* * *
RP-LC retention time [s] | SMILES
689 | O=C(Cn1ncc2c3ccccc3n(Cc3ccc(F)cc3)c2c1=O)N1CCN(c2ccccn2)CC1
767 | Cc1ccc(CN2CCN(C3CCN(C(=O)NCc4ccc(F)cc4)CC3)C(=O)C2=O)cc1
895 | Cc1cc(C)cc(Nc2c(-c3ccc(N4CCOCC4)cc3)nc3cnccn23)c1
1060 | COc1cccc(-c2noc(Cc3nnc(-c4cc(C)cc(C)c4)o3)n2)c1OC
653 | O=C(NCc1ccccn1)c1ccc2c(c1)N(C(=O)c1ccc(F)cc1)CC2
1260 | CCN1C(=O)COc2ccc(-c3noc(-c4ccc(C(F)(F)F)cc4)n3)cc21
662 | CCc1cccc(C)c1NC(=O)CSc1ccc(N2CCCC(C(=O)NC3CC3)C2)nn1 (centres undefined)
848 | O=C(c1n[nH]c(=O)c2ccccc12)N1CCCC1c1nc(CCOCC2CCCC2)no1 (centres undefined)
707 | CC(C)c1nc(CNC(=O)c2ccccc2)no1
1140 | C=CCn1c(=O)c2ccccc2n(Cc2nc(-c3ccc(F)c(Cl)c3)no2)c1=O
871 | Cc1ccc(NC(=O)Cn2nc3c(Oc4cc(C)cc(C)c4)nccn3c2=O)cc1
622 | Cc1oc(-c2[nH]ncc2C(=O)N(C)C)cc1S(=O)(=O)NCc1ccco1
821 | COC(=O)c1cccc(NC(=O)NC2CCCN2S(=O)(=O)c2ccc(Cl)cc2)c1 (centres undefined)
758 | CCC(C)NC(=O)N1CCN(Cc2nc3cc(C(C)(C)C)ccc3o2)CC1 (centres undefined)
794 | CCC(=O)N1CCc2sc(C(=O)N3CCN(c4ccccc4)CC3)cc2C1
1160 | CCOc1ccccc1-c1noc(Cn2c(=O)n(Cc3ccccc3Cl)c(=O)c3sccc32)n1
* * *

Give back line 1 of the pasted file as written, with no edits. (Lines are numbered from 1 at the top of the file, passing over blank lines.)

RP-LC retention time [s] | SMILES